Diving Back in to a "Finished" Painting

 
 

Often, as I’m working on a painting, I’ll get to a point where I think I’m done, and I pull the tape off and share it, feeling pleasantly happy.  I’m a genius!  I can do no wrong!  It’s the best I’ve ever done!  Hahahaha!

Of course, as I’m sure you can guess, later on, sometimes a day or a few hours later, sometimes a few weeks, I’ll come back to the painting and see the work with clean eyes.  This is usually because I’ve taped it to the wall of my studio (aka, what used to be our dining room), where I can pass by it and assess it repeatedly over time.  I’ll note what I like, for sure, but I’ll also see the deficiencies in composition, structural issues, little missed opportunities, etc. 

It's really the family's art room.  Tasha puts up her stuff too! :)  kat has her knitting and candlework supplies in here too.

It's really the family's art room.  Tasha puts up her stuff too! :)  kat has her knitting and candlework supplies in here too.

This “gallery-style” set up is incredibly useful for self-assessment, because I can see pieces from different distances, and in relation to other works of mine.  Sometimes, I leave it alone and accept it for what it is, deficiencies and all.  These pieces often then come down and get stored or sold.  They’re “complete”.  But there are also definitely times when I take a painting down and get to work on it again.

 

In this example from Barcelona, I knew just what I wanted to do and the surgery was minor.  This approach is almost always to push a highlight in a focal area, to tidy up a crooked line, to add a high chroma pop, or darken up a small area.  These are the sorts of things that don’t take long, but are a clear part of the “story of the painting”.  Here, I recognized I really wanted to repeat that clear, well-lit streetlamp in the distant midground.  Next to it was a footbridge, and in the reference photo a section of it was lit- a feature I liked because I felt it helped draw the eye and open up a blank, dark area. If you poke around, you’ll notice other little pops of light and dark I added here and there.  These sorts of things are minor in terms of scale but can really build a sense of depth and light.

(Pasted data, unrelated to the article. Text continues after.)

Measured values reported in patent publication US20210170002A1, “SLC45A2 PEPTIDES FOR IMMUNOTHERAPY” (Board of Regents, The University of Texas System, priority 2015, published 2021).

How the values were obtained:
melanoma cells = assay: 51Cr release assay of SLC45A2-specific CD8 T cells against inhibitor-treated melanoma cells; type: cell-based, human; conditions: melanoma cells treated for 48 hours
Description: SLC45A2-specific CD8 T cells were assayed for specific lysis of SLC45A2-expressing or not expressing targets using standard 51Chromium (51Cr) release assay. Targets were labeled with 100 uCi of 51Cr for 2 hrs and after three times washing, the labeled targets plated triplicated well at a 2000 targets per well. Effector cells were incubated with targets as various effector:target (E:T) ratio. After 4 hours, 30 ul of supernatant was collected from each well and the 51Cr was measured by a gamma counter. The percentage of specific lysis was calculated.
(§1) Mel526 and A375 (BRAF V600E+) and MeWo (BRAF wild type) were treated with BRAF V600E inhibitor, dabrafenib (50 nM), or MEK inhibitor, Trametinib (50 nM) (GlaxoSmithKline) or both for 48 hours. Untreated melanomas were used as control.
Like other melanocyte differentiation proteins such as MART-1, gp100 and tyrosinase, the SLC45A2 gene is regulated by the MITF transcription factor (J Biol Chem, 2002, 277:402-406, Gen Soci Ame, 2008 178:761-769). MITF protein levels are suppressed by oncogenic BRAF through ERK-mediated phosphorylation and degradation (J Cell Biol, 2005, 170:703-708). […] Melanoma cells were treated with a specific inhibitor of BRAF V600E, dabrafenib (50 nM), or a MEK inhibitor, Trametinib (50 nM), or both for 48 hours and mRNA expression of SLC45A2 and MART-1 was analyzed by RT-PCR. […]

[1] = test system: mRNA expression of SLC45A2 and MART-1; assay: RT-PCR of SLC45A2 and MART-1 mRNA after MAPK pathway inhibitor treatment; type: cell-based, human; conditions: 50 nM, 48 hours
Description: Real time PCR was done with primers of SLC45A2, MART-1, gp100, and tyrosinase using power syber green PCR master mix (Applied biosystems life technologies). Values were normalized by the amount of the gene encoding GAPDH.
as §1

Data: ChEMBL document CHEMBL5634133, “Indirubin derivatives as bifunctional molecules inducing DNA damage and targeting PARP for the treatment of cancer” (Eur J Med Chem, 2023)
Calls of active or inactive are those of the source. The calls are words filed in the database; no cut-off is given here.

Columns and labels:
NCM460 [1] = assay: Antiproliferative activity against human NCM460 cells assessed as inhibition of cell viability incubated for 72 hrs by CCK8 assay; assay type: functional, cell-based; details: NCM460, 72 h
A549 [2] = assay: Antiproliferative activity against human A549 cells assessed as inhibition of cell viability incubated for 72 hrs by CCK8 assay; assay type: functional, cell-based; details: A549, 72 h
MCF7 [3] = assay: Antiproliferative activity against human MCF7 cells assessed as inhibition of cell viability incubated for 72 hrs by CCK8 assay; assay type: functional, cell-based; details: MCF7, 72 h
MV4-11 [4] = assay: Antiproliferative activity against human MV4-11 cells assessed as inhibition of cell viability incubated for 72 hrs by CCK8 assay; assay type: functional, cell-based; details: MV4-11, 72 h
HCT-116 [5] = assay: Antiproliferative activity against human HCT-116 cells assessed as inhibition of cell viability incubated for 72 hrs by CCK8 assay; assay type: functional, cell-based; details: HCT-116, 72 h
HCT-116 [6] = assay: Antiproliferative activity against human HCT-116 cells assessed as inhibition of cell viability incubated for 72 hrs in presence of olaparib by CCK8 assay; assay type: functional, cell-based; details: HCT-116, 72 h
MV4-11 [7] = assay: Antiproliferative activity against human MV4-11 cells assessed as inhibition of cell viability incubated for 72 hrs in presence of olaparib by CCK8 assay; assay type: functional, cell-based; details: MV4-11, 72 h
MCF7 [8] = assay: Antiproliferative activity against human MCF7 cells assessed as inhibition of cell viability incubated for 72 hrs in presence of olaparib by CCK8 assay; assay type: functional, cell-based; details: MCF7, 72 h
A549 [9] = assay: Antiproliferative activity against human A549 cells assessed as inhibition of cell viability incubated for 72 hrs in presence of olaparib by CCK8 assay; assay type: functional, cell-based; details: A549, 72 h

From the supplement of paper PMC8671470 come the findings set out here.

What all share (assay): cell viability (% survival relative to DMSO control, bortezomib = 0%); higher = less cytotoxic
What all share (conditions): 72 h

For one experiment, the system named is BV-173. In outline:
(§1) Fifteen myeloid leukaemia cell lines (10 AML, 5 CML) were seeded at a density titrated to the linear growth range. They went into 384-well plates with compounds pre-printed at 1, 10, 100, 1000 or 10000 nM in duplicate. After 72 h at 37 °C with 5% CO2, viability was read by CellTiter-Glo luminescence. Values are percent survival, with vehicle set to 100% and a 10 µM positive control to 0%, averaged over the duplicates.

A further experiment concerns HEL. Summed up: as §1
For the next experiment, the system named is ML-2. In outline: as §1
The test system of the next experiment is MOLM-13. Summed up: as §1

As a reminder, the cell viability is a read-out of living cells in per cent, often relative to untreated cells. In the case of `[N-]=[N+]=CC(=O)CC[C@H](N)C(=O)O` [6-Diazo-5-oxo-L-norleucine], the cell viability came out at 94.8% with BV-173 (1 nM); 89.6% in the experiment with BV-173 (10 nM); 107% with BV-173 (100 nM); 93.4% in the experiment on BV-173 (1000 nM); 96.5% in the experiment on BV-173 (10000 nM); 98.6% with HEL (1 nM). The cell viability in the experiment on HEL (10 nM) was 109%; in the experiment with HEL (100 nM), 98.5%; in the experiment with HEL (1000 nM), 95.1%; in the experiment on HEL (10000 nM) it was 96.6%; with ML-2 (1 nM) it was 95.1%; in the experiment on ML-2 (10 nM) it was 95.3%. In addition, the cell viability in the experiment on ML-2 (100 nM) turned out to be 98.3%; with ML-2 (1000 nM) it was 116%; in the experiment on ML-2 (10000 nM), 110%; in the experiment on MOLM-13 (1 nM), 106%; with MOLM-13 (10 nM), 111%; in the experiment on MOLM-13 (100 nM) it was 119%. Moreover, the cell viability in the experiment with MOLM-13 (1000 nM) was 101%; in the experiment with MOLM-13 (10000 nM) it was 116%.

However, there are also examples where I really don’t care for the original piece, in which case I dig in and re-work the painting.  Here’s a painting I did from Granada, where I practically coated the center area with white, pushing highlights and drastically altering the composition. 

When I work like this, the goal is not to create a finished piece.  Instead, the work is used as an exploratory template for the next time I paint the subject.

Here, I took that original piece, and used the re-working I did to guide this second painting.  It’s better I think, but after I was done I still wasn’t satisfied.  Granada was very quiet at certain times of day, but even so, the painting lacked a bit of life.  I added the people after the fact, to explore the idea of their inclusion. Once I went there, I knew the piece would never work on its own- I was destroying it to figure out what I wanted to do next.  If I paint it again, I’ll plan on their inclusion from the get-go and add some cleaner colors to stretch the composition and open up that dull area.

 

In this third piece, after I “finished” painting (ha!) I came back and saw that I had lost that soft, undulating, dappled light I was looking for- the kind you get on pristine new snow.  I knew I was going to have to paint it again, if I was ever going to create a piece I was satisfied with, so after I was all done, and it was taped to the wall for a day or two, I took it back down and set about pretty ruthlessly carving out my whites.  All those bits on the snow are what I’m talking about.  Of course, the brushwork is pretty chunky, but if I back up and squint my eyes, my opinionis it’s better- the dark/light shapes are more integrated and the foreground has a much more dynamic ground plane.  That tells me I’m on the right path, and that I need to preserve these whites in the future.

In the end, however, it all really starts with finding a place where I can keep my “finished” work up and available for viewing and comparison.  This has had many unexpected benefits, and has provided a space (literally) where I've been allowed to learn how to view and critique my own work (and for others to engage in the critiquing too!).  This kind of thinking process, combined with the fact that I’m ok blowing up a painting I’ve completed to better see what I’ll do next, has been very informative for me and is a regular part of my practice.  If others have similar (or alternate) working processes, I'd be curious to hear about them.